Samsung Building Windows Phone 7 Smartphones
Samsung plans to manufacture Windows Phone 7 smartphones, which it will launch before the end of 2010. That official announcement follows months of widespread speculation-backed by leaked photos and video-that Samsung would produce the devices.
Samsung already produces several smartphones that run Google Android, one of the major competitors to Microsoft's Windows Phone 7. For its part, Microsoft hopes that a healthy number of devices running the operating system, combined with a wide variety of mobile apps and services, will help it re-establish a position in the smartphone market. Unlike Android and the Apple iPhone, which rely on grid-like screens of individual apps for their user interface, Windows Phone 7 aggregates Web content and apps into a series of subject-specific "Hubs" such as "Office" and "Games."
Microsoft is expected to formally launch Windows Phone 7 in October.
"The addition of Windows Phone 7 devices to Samsung's smartphone portfolio is a significant milestone," Simon Stanford, head of Mobile for Samsung UK and Ireland, wrote in a Sept. 30 statement. "Samsung's new Windows Phone 7-based smartphones will play a key role in reinforcing Samsung's leadership in the smartphone market and commitment to providing a range of devices across a variety of platforms."
Samsung's statement failed to mention the exact number of Windows Phone 7 smartphones it plans on launching; but Europe, the United States and Asia will apparently receive devices during the 2010 rollout.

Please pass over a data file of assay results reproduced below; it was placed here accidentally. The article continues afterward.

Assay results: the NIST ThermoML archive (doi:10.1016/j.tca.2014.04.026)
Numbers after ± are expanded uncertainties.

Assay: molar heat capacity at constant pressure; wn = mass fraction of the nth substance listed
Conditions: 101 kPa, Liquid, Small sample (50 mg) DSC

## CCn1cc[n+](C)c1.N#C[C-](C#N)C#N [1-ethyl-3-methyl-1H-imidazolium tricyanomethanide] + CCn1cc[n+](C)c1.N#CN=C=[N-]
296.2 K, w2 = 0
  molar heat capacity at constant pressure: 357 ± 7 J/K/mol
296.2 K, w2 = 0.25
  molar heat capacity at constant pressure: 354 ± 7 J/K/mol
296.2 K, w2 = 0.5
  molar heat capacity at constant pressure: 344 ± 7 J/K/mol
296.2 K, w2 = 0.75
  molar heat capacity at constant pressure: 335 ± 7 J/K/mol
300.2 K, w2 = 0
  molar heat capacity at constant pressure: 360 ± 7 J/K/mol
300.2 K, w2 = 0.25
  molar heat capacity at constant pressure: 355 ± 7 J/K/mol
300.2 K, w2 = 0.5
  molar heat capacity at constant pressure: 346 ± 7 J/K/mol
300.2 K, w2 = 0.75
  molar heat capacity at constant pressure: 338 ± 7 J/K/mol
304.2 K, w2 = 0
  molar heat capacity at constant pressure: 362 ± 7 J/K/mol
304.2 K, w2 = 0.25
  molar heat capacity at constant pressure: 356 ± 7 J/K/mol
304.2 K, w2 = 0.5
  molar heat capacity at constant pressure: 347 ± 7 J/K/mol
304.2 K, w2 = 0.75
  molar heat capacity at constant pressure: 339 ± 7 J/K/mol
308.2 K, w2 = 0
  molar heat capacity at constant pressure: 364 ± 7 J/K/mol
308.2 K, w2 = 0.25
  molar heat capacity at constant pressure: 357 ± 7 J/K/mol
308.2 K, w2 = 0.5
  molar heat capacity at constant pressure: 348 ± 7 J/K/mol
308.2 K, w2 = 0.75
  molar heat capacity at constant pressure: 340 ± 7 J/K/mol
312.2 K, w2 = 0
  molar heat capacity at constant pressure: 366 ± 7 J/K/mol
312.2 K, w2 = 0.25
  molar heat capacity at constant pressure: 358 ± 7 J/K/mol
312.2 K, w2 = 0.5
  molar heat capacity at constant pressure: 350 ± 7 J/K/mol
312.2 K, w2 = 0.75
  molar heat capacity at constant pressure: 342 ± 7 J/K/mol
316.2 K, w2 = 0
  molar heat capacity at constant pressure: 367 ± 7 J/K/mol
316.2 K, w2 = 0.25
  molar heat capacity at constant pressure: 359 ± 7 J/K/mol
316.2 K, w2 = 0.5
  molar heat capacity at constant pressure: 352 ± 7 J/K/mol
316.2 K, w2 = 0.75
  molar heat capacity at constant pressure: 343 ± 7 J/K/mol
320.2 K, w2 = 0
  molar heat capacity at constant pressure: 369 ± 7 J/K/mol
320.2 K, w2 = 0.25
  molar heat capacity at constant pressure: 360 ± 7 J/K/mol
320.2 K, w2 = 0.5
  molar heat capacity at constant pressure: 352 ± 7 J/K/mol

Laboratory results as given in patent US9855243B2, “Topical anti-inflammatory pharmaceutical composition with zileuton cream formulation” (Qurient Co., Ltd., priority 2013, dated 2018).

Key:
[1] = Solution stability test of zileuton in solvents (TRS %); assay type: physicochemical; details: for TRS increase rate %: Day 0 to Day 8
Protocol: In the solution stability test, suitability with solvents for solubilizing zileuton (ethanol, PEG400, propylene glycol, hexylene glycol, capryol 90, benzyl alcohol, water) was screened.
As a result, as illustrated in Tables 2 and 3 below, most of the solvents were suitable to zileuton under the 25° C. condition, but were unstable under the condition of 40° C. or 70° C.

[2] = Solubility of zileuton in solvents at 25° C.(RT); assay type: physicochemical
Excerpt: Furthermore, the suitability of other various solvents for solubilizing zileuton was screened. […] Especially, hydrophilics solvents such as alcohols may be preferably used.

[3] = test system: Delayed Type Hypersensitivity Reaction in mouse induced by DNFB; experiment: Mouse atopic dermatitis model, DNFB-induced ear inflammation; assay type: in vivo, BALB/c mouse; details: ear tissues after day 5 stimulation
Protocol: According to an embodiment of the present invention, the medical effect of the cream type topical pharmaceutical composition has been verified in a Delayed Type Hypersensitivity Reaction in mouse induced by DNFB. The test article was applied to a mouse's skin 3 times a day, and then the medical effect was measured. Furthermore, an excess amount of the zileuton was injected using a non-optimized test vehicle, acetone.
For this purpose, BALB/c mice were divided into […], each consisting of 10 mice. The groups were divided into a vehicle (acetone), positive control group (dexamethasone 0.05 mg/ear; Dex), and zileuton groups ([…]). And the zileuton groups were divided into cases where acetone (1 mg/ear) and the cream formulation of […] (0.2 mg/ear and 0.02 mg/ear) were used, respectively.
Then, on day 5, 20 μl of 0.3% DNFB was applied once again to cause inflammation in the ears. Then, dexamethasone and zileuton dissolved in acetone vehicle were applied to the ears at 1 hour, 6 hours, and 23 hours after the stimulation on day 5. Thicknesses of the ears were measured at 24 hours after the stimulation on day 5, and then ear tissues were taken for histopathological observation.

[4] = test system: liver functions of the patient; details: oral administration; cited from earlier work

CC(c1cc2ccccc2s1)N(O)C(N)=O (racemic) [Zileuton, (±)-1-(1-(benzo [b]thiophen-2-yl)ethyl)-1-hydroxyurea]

"For years, Samsung has been a key partner in bringing new Windows phones to customers all over the world," Steve Guggenheimer, corporate vice president of Microsoft's OEM Division, also wrote in a Sept. 30 statement. "Windows Phone 7 is an important release and we look forward to deepening our collaboration with Samsung on mobile devices and beyond, with our multiscreen strategy."
Windows Phone 7 reached its release-to-manufacturing milestone Sept. 1, after which Microsoft's OEM partners began integrating the software with their devices. That followed a summer of extensive internal testing, with more than 1,000 Microsoft employees evaluating the platform's battery life, usability, and network connectivity.
Microsoft will spend nearly a half-billion dollars in marketing during Windows Phone 7's initial rollout, according to Deutsche Bank analyst Jonathan Goldberg. "This is make-or-break for them. They need to do whatever it takes to stay in the game," he told the blog TechCrunch Aug. 26. "They don't have to take share from Android or Apple, so long as they can attract enough consumers switching from feature phones."
Goldberg estimated Microsoft's Windows Phone 7 marketing tab at $400 million, but that doesn't include the already-substantial development costs for the platform. Microsoft is reportedly offering financial incentives to mobile-applications developers, as part of its bid to develop a robust apps storefront.
Microsoft hopes that Windows Phone 7 will reverse the company's mobile market-share slide. In addition to the Apple iPhone and Google Android, the company also faces competition in the enterprise from Research In Motion, which seems determined to revive its own fortunes with new devices such as the BlackBerry Torch 9800.
"We missed a generation with Windows Mobile. We really did miss a release cycle," Microsoft CEO Steve Ballmer told the audience during his July 12 keynote at Microsoft's Worldwide Partner Conference. However, he promised, "We will give you a set of Windows-based devices that people will be proud to carry."